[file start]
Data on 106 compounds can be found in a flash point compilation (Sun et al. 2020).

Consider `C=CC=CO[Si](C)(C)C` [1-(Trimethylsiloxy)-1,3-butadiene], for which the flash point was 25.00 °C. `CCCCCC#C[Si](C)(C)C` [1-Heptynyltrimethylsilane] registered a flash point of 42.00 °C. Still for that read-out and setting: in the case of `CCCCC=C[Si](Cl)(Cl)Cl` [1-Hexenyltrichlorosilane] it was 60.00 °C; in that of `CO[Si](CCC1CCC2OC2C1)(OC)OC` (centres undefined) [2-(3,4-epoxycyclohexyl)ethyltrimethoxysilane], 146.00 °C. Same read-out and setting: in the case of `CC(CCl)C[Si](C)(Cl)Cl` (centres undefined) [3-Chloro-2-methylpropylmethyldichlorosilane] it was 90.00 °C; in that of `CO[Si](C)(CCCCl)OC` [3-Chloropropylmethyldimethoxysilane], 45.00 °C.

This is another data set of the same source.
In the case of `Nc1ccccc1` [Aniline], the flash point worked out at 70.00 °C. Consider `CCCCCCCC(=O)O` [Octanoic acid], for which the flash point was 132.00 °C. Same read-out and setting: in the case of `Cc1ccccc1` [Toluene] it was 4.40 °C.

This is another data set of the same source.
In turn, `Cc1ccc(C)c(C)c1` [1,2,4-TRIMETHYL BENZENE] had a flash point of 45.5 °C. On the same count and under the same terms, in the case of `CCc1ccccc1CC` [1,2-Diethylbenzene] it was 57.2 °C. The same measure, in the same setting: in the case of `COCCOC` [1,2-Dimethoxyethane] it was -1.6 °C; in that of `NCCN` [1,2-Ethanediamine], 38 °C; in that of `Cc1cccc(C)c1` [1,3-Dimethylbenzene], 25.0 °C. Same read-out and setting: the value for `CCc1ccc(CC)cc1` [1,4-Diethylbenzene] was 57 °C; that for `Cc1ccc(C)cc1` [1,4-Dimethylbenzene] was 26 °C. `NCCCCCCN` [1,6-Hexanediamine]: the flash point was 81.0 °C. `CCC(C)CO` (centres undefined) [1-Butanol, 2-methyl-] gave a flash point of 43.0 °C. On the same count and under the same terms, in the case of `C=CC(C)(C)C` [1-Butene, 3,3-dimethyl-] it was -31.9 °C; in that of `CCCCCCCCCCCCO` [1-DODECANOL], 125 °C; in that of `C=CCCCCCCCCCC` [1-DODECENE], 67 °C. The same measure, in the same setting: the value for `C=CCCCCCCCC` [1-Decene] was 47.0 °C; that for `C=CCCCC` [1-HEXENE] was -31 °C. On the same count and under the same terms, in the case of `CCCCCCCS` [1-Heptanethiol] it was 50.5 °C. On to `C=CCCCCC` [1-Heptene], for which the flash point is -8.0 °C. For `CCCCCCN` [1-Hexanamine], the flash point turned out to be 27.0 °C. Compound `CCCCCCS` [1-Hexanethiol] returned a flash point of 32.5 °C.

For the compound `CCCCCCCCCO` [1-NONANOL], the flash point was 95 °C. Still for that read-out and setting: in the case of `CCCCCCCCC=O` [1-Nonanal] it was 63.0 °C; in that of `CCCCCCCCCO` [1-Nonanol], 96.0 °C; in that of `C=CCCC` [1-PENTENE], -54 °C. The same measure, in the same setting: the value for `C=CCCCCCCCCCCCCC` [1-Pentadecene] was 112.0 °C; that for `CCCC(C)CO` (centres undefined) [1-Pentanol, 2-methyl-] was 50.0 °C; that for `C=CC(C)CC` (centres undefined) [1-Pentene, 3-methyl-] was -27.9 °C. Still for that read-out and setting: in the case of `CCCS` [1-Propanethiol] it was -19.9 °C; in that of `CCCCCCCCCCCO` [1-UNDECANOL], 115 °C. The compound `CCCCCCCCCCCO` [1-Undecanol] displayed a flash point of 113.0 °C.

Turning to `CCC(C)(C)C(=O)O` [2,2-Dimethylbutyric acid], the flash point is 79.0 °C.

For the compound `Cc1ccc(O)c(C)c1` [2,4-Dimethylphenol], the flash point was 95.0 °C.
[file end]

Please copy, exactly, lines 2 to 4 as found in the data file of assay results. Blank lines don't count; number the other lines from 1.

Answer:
Consider `C=CC=CO[Si](C)(C)C` [1-(Trimethylsiloxy)-1,3-butadiene], for which the flash point was 25.00 °C. `CCCCCC#C[Si](C)(C)C` [1-Heptynyltrimethylsilane] registered a flash point of 42.00 °C. Still for that read-out and setting: in the case of `CCCCC=C[Si](Cl)(Cl)Cl` [1-Hexenyltrichlorosilane] it was 60.00 °C; in that of `CO[Si](CCC1CCC2OC2C1)(OC)OC` (centres undefined) [2-(3,4-epoxycyclohexyl)ethyltrimethoxysilane], 146.00 °C. Same read-out and setting: in the case of `CC(CCl)C[Si](C)(Cl)Cl` (centres undefined) [3-Chloro-2-methylpropylmethyldichlorosilane] it was 90.00 °C; in that of `CO[Si](C)(CCCCl)OC` [3-Chloropropylmethyldimethoxysilane], 45.00 °C.

This is another data set of the same source.
In the case of `Nc1ccccc1` [Aniline], the flash point worked out at 70.00 °C. Consider `CCCCCCCC(=O)O` [Octanoic acid], for which the flash point was 132.00 °C. Same read-out and setting: in the case of `Cc1ccccc1` [Toluene] it was 4.40 °C.